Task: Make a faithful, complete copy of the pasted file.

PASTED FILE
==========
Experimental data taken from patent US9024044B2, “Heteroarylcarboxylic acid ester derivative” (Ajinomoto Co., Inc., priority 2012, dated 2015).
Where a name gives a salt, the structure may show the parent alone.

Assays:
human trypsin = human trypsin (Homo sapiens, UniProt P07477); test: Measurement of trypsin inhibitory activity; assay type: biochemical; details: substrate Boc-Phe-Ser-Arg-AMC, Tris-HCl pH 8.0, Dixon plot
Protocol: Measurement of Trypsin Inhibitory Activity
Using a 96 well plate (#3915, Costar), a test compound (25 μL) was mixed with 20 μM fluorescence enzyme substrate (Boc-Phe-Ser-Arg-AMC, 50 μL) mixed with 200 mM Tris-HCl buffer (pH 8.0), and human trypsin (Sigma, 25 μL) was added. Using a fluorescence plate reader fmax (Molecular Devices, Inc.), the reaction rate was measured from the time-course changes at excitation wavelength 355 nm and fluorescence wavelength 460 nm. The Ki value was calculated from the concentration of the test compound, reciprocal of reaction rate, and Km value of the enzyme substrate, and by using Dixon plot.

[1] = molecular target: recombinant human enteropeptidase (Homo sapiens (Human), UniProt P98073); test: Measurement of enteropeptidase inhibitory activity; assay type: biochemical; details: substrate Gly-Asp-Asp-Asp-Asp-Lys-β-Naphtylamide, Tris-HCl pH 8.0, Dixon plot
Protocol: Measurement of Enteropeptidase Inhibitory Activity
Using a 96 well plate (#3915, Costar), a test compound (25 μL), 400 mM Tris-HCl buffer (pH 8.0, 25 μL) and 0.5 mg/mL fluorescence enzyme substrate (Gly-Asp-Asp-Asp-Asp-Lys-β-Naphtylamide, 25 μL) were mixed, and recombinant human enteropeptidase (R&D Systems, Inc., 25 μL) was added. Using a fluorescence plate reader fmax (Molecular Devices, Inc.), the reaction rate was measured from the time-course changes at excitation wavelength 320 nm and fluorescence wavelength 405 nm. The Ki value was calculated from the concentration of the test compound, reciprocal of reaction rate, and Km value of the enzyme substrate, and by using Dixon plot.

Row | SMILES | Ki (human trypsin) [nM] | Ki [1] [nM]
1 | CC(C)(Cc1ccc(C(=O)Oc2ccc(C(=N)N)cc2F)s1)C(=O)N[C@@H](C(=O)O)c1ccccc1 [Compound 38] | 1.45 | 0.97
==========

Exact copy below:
Experimental data taken from patent US9024044B2, “Heteroarylcarboxylic acid ester derivative” (Ajinomoto Co., Inc., priority 2012, dated 2015).
Where a name gives a salt, the structure may show the parent alone.

Assays:
human trypsin = human trypsin (Homo sapiens, UniProt P07477); test: Measurement of trypsin inhibitory activity; assay type: biochemical; details: substrate Boc-Phe-Ser-Arg-AMC, Tris-HCl pH 8.0, Dixon plot
Protocol: Measurement of Trypsin Inhibitory Activity
Using a 96 well plate (#3915, Costar), a test compound (25 μL) was mixed with 20 μM fluorescence enzyme substrate (Boc-Phe-Ser-Arg-AMC, 50 μL) mixed with 200 mM Tris-HCl buffer (pH 8.0), and human trypsin (Sigma, 25 μL) was added. Using a fluorescence plate reader fmax (Molecular Devices, Inc.), the reaction rate was measured from the time-course changes at excitation wavelength 355 nm and fluorescence wavelength 460 nm. The Ki value was calculated from the concentration of the test compound, reciprocal of reaction rate, and Km value of the enzyme substrate, and by using Dixon plot.

[1] = molecular target: recombinant human enteropeptidase (Homo sapiens (Human), UniProt P98073); test: Measurement of enteropeptidase inhibitory activity; assay type: biochemical; details: substrate Gly-Asp-Asp-Asp-Asp-Lys-β-Naphtylamide, Tris-HCl pH 8.0, Dixon plot
Protocol: Measurement of Enteropeptidase Inhibitory Activity
Using a 96 well plate (#3915, Costar), a test compound (25 μL), 400 mM Tris-HCl buffer (pH 8.0, 25 μL) and 0.5 mg/mL fluorescence enzyme substrate (Gly-Asp-Asp-Asp-Asp-Lys-β-Naphtylamide, 25 μL) were mixed, and recombinant human enteropeptidase (R&D Systems, Inc., 25 μL) was added. Using a fluorescence plate reader fmax (Molecular Devices, Inc.), the reaction rate was measured from the time-course changes at excitation wavelength 320 nm and fluorescence wavelength 405 nm. The Ki value was calculated from the concentration of the test compound, reciprocal of reaction rate, and Km value of the enzyme substrate, and by using Dixon plot.

Row | SMILES | Ki (human trypsin) [nM] | Ki [1] [nM]
1 | CC(C)(Cc1ccc(C(=O)Oc2ccc(C(=N)N)cc2F)s1)C(=O)N[C@@H](C(=O)O)c1ccccc1 [Compound 38] | 1.45 | 0.97